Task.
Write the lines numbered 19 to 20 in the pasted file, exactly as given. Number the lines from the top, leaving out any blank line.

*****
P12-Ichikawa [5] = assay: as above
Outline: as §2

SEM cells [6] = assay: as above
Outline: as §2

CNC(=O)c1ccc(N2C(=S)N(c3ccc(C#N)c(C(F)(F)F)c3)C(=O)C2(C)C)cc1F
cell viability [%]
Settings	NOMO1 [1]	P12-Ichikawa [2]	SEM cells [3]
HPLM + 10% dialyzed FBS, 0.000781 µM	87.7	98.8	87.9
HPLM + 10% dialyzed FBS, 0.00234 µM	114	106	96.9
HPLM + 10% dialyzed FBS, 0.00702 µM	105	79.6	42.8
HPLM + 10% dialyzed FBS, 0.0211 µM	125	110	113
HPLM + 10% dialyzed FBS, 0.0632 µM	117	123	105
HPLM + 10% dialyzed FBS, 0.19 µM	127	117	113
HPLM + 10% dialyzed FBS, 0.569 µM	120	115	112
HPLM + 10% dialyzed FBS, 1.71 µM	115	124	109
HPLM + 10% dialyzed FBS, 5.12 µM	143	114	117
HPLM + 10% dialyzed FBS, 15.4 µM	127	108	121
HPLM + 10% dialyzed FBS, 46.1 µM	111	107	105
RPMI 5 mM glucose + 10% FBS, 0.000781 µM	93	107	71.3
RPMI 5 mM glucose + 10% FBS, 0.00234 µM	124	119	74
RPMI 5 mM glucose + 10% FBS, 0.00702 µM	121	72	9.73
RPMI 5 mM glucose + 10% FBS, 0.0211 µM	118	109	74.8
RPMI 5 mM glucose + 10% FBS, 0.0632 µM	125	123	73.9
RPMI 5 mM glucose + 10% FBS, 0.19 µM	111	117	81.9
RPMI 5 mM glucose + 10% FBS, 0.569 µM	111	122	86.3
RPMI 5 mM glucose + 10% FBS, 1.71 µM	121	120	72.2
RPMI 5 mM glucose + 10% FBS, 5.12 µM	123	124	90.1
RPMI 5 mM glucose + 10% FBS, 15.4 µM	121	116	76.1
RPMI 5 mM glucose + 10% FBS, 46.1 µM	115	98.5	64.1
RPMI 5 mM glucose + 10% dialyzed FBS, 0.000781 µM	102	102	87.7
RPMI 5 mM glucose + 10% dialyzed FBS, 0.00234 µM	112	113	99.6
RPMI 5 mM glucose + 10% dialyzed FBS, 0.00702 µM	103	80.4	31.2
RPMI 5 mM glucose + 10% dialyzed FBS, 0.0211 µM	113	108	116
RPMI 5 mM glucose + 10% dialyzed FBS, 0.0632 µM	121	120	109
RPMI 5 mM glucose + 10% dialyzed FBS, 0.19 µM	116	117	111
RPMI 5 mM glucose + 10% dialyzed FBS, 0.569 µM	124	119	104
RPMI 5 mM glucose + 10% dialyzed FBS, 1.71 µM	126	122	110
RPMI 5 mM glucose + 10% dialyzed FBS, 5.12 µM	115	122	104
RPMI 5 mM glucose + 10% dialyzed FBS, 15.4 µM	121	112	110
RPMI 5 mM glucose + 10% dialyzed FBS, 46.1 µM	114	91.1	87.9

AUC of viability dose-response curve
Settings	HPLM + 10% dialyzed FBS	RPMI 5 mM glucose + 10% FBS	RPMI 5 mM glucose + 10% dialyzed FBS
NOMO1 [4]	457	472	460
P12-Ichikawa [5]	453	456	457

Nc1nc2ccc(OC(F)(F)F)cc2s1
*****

RPMI 5 mM glucose + 10% FBS, 0.000781 µM	93	107	71.3
RPMI 5 mM glucose + 10% FBS, 0.00234 µM	124	119	74